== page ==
PET imaging studied as a way to gauge Alzheimer’s disease

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Research is emerging that could enable scientists to use positron emission tomography to measure predictors of Alzheimer’s disease.

Scientists have developed molecules that enable them to use PET imaging to measure levels of amyloid plaques—a protein in the liver kidneys, spleen and other tissues—and tau—which are proteins that help give shape to cells and cellular membranes.

This research could help scientists to track disease development and predict future loss of brain tissue in patients with Alzheimer’s disease. The brains of patients with Alzheimer’s have two distinct hallmarks. These are abnormal clumps of amyloid plaques, and bundles of tangled fibers called neurofibrillary, or tau tangles. These two changes disrupt nerve cells and over time causes the cells to die with the result being loss of brain tissue over time.

The study, led by Renaud La Joie, MD, and Gil Rabinovici, MD, at the University of California at San Francisco, was funded in part by the National Institutes of Health’s National Institutes on Aging.

More than 5 million persons in the United States have Alzheimer’s, and the number will rise as the present population ages. To understand whether tau tangles and amyloid plaques could predict loss of brain matter over time, researchers need to track tau and amyloid in the brain as disease develops.

A total of 32 patients with early stage Alzheimer’s underwent PET imaging to assess the levels and locations of amyloid and tau to start the study. They had MRI scans to calculate brain volume and 15 months later had a second MRI to measure loss of brain tissue.

Patients with higher levels of tau seen by PET imaging at the start of the study had a higher loss of brain matter by the second MRI. However, levels of amyloid measured when the study began were not strongly associated with subsequent brain changes.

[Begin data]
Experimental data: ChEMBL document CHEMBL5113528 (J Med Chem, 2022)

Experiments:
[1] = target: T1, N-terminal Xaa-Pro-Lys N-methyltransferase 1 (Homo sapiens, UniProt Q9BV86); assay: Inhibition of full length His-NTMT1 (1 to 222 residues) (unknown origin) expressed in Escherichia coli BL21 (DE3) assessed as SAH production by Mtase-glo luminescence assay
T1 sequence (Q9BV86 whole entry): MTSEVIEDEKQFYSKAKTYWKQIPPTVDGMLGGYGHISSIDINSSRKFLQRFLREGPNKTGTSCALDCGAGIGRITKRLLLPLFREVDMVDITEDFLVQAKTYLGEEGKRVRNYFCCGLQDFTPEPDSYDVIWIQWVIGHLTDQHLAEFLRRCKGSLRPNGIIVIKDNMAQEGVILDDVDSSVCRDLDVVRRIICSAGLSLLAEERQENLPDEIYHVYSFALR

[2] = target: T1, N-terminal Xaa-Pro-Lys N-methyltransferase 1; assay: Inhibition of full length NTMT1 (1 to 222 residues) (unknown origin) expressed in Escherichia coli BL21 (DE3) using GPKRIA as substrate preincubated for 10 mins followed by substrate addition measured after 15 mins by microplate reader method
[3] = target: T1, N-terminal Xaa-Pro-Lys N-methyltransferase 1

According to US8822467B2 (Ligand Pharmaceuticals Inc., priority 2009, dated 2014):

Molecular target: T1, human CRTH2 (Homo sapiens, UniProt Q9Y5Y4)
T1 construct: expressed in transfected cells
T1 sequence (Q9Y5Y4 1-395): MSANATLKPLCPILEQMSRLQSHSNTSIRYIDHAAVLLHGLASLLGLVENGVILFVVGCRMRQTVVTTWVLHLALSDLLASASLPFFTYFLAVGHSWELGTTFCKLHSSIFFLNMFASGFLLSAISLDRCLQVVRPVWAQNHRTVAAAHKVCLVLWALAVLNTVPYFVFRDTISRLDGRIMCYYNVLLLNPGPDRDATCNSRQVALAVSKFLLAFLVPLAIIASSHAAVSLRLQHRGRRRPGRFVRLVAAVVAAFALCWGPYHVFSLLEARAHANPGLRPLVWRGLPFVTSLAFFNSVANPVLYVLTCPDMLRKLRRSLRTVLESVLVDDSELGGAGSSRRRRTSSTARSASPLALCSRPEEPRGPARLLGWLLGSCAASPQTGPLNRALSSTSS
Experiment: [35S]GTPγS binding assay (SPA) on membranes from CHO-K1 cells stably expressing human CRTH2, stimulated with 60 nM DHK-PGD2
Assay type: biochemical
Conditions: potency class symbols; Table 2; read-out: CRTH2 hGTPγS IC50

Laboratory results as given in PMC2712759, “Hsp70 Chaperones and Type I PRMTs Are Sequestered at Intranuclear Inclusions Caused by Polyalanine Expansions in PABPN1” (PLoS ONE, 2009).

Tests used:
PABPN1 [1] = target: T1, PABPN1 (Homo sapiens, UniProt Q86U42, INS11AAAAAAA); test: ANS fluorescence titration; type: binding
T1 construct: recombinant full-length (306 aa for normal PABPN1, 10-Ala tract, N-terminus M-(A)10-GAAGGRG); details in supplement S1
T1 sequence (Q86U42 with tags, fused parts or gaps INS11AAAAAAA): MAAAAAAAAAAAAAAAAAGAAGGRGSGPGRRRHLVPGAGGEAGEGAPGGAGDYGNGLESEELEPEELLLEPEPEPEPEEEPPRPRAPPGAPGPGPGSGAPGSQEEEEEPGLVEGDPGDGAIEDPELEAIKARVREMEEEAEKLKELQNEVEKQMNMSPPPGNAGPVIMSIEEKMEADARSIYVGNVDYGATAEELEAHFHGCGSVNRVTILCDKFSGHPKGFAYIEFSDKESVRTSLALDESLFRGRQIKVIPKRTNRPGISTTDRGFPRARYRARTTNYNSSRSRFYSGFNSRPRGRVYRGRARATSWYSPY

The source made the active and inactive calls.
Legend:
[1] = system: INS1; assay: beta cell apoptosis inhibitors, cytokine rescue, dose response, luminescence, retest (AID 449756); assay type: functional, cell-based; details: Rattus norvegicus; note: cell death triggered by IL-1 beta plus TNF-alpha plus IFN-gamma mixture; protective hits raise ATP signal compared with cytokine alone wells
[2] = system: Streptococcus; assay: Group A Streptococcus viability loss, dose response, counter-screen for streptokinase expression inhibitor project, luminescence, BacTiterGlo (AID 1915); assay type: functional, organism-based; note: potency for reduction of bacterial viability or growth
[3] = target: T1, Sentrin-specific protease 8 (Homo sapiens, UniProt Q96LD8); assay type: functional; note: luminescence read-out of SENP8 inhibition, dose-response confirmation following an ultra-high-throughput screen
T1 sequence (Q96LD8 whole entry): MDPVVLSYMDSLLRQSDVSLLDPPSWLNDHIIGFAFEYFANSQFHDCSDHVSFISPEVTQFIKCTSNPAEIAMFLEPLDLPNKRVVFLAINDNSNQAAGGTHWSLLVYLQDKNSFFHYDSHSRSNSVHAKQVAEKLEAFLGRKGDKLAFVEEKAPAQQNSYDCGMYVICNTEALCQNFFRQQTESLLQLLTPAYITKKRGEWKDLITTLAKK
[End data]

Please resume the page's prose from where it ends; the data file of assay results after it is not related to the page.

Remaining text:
Researchers estimated the tau patterns measured by PET imaging could explain about 40 percent of the difference in future brain degeneration, compared to only 3 percent for amyloid-PET.

Study participants were relatively young for people with the disease as two-thirds were under the age of 63 when enrolled and these younger patients had higher levels of tau and experienced a more rapid loss of brain tissue.

“The match between the spread of tau and what happened to the brain in the following year was really striking,” says Rabinovici. “Tau PET imaging predicted not only how much atrophy we would see, but also where it would happen. These predictions were much more powerful than anything we’ve been able to do with other imaging tools and add to evidence that tau is a major driver of the disease.”

Now, PET imaging of tau could help other clinical trials that are trying to target the tangles and such imaging could detect early response or non-response of patients to new treatments. But more work is required to understand other factors that can predict brain tissue loss with Alzheimer’s.

More information on the research was published on January 1, 2020, in Science Translational Medicine, available at stm.sciencemag.org.

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